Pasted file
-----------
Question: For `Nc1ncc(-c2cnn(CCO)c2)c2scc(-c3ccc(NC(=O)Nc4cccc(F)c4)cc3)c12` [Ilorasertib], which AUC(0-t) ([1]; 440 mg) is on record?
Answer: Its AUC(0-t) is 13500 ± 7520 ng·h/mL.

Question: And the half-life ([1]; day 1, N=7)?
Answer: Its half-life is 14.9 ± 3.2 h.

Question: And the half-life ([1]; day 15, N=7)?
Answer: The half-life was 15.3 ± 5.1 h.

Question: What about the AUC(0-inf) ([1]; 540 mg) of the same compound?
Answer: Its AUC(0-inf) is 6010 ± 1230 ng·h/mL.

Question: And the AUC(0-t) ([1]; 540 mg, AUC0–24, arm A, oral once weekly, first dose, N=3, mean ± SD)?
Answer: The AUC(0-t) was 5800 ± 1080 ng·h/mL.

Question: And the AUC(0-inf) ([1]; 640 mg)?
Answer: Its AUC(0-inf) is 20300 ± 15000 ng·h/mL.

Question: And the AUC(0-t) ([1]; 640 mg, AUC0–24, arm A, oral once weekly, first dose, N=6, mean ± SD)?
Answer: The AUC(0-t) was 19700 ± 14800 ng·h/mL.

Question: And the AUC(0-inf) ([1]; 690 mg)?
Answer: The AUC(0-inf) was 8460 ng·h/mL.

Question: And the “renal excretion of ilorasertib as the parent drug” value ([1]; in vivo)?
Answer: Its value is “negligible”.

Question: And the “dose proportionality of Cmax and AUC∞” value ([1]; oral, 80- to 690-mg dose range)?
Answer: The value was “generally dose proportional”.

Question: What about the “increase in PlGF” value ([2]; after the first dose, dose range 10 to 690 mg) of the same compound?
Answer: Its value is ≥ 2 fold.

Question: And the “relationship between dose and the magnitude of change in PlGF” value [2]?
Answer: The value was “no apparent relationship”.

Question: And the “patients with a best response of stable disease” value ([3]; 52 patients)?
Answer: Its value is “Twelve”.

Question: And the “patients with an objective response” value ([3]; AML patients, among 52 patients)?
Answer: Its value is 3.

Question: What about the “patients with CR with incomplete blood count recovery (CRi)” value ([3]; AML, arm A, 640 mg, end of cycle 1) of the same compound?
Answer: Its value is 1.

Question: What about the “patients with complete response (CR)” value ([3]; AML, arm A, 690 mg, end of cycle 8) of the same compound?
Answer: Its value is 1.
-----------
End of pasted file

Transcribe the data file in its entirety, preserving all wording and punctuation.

Question: For `Nc1ncc(-c2cnn(CCO)c2)c2scc(-c3ccc(NC(=O)Nc4cccc(F)c4)cc3)c12` [Ilorasertib], which AUC(0-t) ([1]; 440 mg) is on record?
Answer: Its AUC(0-t) is 13500 ± 7520 ng·h/mL.

Question: And the half-life ([1]; day 1, N=7)?
Answer: Its half-life is 14.9 ± 3.2 h.

Question: And the half-life ([1]; day 15, N=7)?
Answer: The half-life was 15.3 ± 5.1 h.

Question: What about the AUC(0-inf) ([1]; 540 mg) of the same compound?
Answer: Its AUC(0-inf) is 6010 ± 1230 ng·h/mL.

Question: And the AUC(0-t) ([1]; 540 mg, AUC0–24, arm A, oral once weekly, first dose, N=3, mean ± SD)?
Answer: The AUC(0-t) was 5800 ± 1080 ng·h/mL.

Question: And the AUC(0-inf) ([1]; 640 mg)?
Answer: Its AUC(0-inf) is 20300 ± 15000 ng·h/mL.

Question: And the AUC(0-t) ([1]; 640 mg, AUC0–24, arm A, oral once weekly, first dose, N=6, mean ± SD)?
Answer: The AUC(0-t) was 19700 ± 14800 ng·h/mL.

Question: And the AUC(0-inf) ([1]; 690 mg)?
Answer: The AUC(0-inf) was 8460 ng·h/mL.

Question: And the “renal excretion of ilorasertib as the parent drug” value ([1]; in vivo)?
Answer: Its value is “negligible”.

Question: And the “dose proportionality of Cmax and AUC∞” value ([1]; oral, 80- to 690-mg dose range)?
Answer: The value was “generally dose proportional”.

Question: What about the “increase in PlGF” value ([2]; after the first dose, dose range 10 to 690 mg) of the same compound?
Answer: Its value is ≥ 2 fold.

Question: And the “relationship between dose and the magnitude of change in PlGF” value [2]?
Answer: The value was “no apparent relationship”.

Question: And the “patients with a best response of stable disease” value ([3]; 52 patients)?
Answer: Its value is “Twelve”.

Question: And the “patients with an objective response” value ([3]; AML patients, among 52 patients)?
Answer: Its value is 3.

Question: What about the “patients with CR with incomplete blood count recovery (CRi)” value ([3]; AML, arm A, 640 mg, end of cycle 1) of the same compound?
Answer: Its value is 1.

Question: What about the “patients with complete response (CR)” value ([3]; AML, arm A, 690 mg, end of cycle 8) of the same compound?
Answer: Its value is 1.